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Tools For Assessing Student Outcomes: Use Of Faculty And Student Assessments

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Conference

2003 Annual Conference

Location

Nashville, Tennessee

Publication Date

June 22, 2003

Start Date

June 22, 2003

End Date

June 25, 2003

ISSN

2153-5965

Conference Session

Tools for Teaching and Learning

Page Count

13

Page Numbers

8.1200.1 - 8.1200.13

Permanent URL

https://peer.asee.org/12145

Download Count

15

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Paper Authors

author page

Ann Anderson

author page

Richard Wilk

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Abstract
NOTE: The first page of text has been automatically extracted and included below in lieu of an abstract

Tools for Assessing Student Outcomes: Use of Faculty and Student Assessments

Ann M. Anderson and Richard D. Wilk Department of Mechanical Engineering Union College Schenectady, NY

Abstract With the adoption of an outcomes-based approach to engineering education, it has become necessary to develop methods for assessing students’ abilities to meet program outcomes. In the mid 1990’s, a major reform was undertaken in the mechanical engineering curriculum at Union College. This was preceded by the development of a mission statement, program objectives, and specification of program-specific student outcomes. An initial assessment program to measure and evaluate the attainment of the outcomes was developed and implemented. Since then we have developed several additional assessment strategies. Our objective is to find the best way to maximize the useful information on student outcomes so that the faculty can make informed decisions about the program. As a small school we felt that it was important to include direct faculty input on students’ abilities. This paper will describe a technique in which faculty “graded” each individual graduating student on how well they met each program outcome. We will describe the faculty assessment process and present several ways of examining the results. We also compared the results to student self assessments. One interesting and challenging aspect of using multiple assessment strategies occurs when the results attained through each method yield conflicting data. We will describe the faculty assessment technique and discuss how we resolved conflicting information.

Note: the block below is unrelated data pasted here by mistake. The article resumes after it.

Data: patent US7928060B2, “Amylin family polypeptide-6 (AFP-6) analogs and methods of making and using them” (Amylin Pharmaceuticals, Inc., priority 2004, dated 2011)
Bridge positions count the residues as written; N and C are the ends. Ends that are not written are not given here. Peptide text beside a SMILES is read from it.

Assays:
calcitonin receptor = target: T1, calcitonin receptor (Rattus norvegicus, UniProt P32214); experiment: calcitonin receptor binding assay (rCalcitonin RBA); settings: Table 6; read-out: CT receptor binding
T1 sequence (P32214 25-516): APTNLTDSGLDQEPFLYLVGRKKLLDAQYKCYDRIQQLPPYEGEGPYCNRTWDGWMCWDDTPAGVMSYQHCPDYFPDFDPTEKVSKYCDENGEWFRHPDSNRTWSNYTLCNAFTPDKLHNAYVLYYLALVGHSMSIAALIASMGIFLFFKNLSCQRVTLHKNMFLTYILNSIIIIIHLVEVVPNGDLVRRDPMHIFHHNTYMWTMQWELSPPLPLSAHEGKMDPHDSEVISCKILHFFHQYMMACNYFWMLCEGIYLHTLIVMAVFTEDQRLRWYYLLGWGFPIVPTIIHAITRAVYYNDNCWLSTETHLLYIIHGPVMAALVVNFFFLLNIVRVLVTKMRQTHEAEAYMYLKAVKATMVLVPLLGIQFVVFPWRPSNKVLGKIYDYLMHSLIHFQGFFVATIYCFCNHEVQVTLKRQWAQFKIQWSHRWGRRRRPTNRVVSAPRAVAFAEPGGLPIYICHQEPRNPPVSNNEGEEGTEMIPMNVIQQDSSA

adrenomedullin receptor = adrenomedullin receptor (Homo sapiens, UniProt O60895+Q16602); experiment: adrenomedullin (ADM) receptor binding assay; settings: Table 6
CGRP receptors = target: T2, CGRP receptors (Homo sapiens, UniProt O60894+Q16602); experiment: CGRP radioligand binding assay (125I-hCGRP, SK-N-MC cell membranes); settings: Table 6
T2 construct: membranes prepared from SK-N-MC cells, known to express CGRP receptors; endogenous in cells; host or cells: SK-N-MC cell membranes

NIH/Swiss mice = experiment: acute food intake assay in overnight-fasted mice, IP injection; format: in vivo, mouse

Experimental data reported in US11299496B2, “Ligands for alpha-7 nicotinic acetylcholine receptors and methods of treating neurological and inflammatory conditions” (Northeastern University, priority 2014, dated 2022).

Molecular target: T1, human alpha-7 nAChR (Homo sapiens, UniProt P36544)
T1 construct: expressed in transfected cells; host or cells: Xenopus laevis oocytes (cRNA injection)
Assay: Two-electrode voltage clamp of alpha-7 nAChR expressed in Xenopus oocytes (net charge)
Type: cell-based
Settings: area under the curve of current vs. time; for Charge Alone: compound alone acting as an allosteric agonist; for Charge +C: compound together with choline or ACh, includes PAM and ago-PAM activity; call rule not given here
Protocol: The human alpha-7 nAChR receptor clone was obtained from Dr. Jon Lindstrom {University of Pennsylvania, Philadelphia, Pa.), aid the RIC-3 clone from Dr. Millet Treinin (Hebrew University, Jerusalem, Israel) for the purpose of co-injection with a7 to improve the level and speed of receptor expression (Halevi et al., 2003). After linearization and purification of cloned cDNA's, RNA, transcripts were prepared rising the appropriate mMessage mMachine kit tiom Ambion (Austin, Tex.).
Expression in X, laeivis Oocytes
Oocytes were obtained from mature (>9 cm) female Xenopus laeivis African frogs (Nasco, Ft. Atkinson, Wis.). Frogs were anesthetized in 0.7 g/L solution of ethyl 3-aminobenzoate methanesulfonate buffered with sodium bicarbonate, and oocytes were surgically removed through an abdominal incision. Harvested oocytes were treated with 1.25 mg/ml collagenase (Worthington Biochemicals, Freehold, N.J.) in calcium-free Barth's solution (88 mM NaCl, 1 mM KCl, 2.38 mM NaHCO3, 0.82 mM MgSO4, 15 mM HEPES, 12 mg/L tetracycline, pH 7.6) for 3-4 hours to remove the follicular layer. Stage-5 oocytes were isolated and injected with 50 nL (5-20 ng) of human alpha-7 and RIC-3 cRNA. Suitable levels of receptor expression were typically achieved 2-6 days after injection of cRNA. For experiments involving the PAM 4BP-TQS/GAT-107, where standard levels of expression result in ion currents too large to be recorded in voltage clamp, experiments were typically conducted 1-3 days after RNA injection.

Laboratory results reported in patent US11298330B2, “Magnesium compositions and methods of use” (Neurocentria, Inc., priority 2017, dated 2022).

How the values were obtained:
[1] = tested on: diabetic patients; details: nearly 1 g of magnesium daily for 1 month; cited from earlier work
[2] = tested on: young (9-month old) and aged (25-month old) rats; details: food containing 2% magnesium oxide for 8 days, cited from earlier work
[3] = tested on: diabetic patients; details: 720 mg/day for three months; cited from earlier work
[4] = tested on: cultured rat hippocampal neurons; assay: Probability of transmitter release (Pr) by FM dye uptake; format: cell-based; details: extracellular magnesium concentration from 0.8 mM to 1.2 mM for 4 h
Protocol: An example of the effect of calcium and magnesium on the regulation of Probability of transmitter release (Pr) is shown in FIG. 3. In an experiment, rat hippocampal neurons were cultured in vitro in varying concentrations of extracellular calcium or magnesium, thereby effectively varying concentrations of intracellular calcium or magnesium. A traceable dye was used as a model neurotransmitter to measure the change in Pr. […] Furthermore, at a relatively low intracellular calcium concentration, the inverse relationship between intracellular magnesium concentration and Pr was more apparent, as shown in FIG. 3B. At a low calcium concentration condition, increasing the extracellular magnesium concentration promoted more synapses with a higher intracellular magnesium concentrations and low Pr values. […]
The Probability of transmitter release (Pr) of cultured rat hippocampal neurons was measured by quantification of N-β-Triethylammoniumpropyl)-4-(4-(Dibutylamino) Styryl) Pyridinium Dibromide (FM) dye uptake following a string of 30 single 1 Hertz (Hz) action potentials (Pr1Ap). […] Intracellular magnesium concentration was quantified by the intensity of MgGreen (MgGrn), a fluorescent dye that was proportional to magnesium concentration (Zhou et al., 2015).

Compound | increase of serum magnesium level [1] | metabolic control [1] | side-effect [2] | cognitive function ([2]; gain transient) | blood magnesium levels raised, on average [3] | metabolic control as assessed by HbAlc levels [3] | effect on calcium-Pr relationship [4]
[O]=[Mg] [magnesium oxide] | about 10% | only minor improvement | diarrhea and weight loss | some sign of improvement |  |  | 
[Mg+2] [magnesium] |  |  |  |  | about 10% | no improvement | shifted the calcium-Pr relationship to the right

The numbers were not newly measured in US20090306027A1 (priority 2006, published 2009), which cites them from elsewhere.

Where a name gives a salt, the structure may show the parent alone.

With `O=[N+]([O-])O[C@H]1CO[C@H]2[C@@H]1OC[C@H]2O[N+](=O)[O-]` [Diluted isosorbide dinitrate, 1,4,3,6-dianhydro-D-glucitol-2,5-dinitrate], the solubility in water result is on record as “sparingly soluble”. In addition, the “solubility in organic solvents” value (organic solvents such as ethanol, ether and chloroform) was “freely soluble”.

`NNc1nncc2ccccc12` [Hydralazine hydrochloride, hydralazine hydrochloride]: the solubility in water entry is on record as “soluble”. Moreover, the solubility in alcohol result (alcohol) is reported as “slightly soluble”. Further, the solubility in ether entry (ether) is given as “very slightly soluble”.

Introduction There has been a major change in engineering education in the last 10 years motivated by the adoption of ABET Engineering Criteria 2000 which is now being used for evaluating and accrediting engineering programs. This outcomes-based approach requires all accredited engineering programs to develop and implement an assessment process to evaluate the attainment of student outcomes and to use the results to improve the program.

At Union College we underwent a major curriculum revision in the mid 1990’s. This was preceded by the development of a mission statement and program objectives designed to achieve specified student outcomes. In developing these, we solicited input on the program from major constituencies including students, alumni, faculty and industry via a newly created departmental industrial advisory council. In addition, as part of the process we had to develop a methodology for measuring the attainment of the program outcomes by the students. This was done by defining measurable performance criteria for each specified outcome and then selecting or developing appropriate assessment tools for gathering data pertinent to each criterion.

The assessment tools used include course assessments, student course portfolios, senior exit “Proceedings of the 2003 American Society for Engineering Education Annual Conference & Exposition Copyright © 2003, American Society for Engineering Education”

Anderson, A., & Wilk, R. (2003, June), Tools For Assessing Student Outcomes: Use Of Faculty And Student Assessments Paper presented at 2003 Annual Conference, Nashville, Tennessee. https://peer.asee.org/12145

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